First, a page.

The trail is located in a region of Iceland that has been in slow but steady economic decline for the past 30 years. Many farmers and fisherman have abandoned their farms and centralised their boats. This has left a few isolated individuals and communities and a lot of wild space! Our trails are carefully designed to integrate these remaining stalwarts through employing them to provide campsites, food, services and local products. Logistically, in 2014, we made use of 25 different local service providers to complete our trails. Our project is financially backed by the region's development agency and a national innovation centre of excellence. Wildfjords also has a charitable arm, called Wildfjords Restoration which is supported with grants applied for by the Wildfjords team.
Our trail adventures are designed to deepen a person's relationship with nature, with the understanding that an emotional entwinement with nature often leads to feelings of personal responsibility for nature. We achieve this by teaching foraging skills, and conducting storytelling and facilitated creative activities.
We practice a complete no-trace policy on all our trips, taking all rubbish and toilet paper away with us, and recycling all plastics, metals and glass. We are careful to instruct people not to foul water courses with soaps and solids and use biodegradable soap at all times. Our walking routes are carefully selected to minimise impact on often fragile flora and we only make fires where it is permitted. All food is locally sourced where possible, and reflects Iceland's rich maritime and farming heritage. Our service providers are also chosen based on their approach to sustainability and our accommodated adventure package is based at a property that is run on renewable electricity generated by a water turbine.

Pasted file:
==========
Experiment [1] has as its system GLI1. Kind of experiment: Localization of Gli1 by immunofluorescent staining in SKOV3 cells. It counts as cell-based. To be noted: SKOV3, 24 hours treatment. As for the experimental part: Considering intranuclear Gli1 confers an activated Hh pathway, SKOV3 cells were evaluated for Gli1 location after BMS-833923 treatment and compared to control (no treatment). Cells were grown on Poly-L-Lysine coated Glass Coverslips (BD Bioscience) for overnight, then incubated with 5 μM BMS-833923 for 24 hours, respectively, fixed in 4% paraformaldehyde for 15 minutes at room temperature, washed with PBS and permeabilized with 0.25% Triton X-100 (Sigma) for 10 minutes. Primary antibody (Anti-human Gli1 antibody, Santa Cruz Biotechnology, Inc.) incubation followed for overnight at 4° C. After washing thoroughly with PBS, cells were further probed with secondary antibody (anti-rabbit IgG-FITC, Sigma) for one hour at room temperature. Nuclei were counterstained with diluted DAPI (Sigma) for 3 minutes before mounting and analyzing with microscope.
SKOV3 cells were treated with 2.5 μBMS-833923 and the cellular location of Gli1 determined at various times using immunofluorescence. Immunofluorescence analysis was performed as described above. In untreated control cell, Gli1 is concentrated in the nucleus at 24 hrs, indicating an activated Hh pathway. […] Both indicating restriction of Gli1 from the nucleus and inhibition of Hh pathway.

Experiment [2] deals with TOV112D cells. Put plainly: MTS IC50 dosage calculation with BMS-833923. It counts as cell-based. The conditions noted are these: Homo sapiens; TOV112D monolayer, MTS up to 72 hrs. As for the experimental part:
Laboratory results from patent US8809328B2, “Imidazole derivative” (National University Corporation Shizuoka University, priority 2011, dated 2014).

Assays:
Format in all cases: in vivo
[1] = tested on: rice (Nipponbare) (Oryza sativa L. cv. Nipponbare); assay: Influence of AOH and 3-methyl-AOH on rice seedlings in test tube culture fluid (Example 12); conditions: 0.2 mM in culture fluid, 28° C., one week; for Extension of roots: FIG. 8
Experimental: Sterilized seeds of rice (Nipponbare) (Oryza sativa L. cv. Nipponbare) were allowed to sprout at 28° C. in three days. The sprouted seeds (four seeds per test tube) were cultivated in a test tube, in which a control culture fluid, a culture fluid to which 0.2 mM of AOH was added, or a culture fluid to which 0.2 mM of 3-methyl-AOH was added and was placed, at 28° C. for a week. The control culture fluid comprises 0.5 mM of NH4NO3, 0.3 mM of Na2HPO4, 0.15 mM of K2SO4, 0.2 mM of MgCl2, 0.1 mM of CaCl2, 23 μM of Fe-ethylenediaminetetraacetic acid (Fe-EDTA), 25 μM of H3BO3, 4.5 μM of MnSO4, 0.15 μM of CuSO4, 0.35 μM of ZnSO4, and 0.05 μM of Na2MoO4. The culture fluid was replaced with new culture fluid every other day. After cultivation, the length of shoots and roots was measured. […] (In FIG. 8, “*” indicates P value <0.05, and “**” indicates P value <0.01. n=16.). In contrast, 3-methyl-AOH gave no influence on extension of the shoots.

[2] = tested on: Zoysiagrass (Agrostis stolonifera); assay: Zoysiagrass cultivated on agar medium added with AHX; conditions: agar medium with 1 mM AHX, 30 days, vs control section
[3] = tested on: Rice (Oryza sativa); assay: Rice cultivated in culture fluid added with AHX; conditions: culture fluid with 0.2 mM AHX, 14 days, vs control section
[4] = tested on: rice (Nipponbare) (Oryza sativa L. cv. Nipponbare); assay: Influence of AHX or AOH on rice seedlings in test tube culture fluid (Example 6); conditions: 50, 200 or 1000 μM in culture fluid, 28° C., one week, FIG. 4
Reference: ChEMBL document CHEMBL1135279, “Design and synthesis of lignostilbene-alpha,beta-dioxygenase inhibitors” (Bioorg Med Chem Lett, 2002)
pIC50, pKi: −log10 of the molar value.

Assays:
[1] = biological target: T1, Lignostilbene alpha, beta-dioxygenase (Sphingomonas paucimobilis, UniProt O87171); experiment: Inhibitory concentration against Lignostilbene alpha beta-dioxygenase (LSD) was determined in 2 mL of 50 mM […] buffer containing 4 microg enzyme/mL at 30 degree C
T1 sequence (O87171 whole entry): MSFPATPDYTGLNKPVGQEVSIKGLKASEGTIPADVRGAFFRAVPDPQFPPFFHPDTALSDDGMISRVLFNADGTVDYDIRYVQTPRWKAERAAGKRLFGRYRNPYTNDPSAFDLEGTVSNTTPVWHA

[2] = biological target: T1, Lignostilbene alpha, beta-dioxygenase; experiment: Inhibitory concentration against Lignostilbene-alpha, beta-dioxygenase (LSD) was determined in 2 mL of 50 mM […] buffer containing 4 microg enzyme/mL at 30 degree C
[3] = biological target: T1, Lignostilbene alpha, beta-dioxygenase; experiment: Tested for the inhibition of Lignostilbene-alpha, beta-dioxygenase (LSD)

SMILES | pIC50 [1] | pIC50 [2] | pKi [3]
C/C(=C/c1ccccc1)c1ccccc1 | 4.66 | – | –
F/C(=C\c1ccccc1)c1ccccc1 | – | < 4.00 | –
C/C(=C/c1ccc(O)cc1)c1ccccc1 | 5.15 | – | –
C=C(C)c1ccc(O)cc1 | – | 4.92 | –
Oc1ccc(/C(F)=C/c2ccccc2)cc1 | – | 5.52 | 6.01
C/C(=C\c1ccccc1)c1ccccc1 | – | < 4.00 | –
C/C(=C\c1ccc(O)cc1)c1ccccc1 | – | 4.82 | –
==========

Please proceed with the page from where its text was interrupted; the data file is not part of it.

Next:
We are passionate about nature and aim to share that passion with our guests.
Wildfjords aims to bring travellers to the region through creation of a long-distance hiking trail. This is an initiative that is supported by the region's University Centre and by the aforementioned financial grants. We are working with local partners to create a trail that reflects the region's unique character and values and supports the development of genuine eco-tourism products. Within this approach is recognition that the visitor has an equal impact on local people as do local people on the visitor. By carefully selecting who and how we work with people, we ensure that the soul of the interaction is preserved, and an authenticity is offered to both visitor and local. As an example, Wildfjords runs an Artist Residency, which offers an opportunity for artists to walk and make work in response to their experiences; locals then gain new perspectives of their environment through viewing and being collaborative participants in the artists' work.
We're also careful to support local people for whom the extra income is particularly needed e.g. remote farmers. It is also an excellent opportunity to experience rural Icelandic life for our guests.